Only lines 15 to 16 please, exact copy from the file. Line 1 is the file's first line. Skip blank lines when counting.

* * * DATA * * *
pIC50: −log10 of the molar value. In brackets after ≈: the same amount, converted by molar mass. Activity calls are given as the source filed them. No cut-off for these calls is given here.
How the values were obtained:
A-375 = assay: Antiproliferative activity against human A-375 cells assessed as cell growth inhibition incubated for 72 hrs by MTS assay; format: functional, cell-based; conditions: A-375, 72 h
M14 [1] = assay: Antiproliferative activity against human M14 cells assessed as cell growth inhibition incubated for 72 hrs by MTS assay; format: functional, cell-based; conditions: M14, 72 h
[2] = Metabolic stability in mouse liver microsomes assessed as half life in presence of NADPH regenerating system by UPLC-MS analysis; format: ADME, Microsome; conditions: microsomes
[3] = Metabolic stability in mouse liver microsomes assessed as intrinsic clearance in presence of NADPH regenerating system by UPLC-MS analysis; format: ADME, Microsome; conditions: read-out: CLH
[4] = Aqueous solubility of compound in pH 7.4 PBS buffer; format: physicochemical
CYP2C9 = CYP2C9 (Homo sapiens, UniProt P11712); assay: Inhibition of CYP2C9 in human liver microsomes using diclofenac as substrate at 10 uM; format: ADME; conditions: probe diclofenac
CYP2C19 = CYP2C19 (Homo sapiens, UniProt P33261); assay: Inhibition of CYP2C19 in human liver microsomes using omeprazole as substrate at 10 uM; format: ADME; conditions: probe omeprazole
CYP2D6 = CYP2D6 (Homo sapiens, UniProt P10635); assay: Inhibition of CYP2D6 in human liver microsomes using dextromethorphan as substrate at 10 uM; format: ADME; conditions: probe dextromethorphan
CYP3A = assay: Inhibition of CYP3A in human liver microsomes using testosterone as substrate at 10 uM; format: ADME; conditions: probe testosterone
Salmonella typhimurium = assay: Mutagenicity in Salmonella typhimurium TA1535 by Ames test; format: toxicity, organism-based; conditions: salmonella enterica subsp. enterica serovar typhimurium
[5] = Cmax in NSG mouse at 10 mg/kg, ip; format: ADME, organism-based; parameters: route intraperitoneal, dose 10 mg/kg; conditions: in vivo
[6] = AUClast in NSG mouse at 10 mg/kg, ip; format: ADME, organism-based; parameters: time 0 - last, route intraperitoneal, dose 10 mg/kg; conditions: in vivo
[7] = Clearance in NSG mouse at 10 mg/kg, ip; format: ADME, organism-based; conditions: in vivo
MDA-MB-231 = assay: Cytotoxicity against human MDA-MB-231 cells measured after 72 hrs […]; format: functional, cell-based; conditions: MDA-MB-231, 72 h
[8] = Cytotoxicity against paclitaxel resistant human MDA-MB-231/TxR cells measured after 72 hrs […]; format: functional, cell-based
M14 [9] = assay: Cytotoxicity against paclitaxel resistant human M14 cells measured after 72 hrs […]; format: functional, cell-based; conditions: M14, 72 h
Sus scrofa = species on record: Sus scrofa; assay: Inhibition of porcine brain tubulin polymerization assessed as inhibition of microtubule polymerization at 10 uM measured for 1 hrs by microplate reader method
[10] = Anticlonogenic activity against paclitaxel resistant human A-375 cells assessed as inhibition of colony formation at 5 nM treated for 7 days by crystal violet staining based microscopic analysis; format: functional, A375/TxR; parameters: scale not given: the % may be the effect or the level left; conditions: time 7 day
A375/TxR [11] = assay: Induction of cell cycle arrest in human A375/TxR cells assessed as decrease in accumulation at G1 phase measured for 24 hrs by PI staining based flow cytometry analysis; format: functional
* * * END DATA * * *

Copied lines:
[7] = Clearance in NSG mouse at 10 mg/kg, ip; format: ADME, organism-based; conditions: in vivo
MDA-MB-231 = assay: Cytotoxicity against human MDA-MB-231 cells measured after 72 hrs […]; format: functional, cell-based; conditions: MDA-MB-231, 72 h